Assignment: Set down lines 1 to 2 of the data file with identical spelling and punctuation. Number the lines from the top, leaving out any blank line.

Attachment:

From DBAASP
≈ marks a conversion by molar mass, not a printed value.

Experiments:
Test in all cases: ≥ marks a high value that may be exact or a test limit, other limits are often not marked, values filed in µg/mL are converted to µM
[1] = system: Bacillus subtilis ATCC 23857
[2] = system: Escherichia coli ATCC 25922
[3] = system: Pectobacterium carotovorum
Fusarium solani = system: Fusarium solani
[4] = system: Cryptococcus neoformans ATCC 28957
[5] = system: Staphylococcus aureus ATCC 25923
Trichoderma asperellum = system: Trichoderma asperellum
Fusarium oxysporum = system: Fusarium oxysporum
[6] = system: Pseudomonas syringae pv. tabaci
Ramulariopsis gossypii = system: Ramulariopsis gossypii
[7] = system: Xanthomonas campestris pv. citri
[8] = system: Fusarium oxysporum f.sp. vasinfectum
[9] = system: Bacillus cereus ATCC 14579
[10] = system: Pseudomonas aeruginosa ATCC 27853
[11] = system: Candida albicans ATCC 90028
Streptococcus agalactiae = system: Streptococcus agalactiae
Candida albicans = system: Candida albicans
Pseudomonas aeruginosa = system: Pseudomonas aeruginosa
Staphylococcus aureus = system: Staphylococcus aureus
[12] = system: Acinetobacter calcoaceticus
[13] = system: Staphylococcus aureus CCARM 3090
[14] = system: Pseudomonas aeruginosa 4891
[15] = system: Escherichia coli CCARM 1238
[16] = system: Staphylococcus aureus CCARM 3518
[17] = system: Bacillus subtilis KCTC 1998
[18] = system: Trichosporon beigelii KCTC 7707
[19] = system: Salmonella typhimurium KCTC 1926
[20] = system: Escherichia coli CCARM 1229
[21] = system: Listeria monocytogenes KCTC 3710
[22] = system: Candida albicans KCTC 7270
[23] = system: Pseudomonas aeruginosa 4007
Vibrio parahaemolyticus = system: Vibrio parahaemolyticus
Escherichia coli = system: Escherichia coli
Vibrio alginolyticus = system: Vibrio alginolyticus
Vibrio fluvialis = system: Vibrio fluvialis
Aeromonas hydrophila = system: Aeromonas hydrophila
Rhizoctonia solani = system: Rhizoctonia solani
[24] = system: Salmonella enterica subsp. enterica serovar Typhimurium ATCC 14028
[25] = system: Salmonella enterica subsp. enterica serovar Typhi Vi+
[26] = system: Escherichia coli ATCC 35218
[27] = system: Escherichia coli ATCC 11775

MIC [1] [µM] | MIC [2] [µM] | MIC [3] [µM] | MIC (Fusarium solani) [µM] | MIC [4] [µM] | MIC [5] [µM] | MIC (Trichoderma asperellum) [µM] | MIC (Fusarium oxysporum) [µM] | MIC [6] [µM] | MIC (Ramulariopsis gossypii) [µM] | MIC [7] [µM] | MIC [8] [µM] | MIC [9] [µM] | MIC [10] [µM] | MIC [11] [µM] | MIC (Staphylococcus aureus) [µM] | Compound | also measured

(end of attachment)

From DBAASP
≈ marks a conversion by molar mass, not a printed value.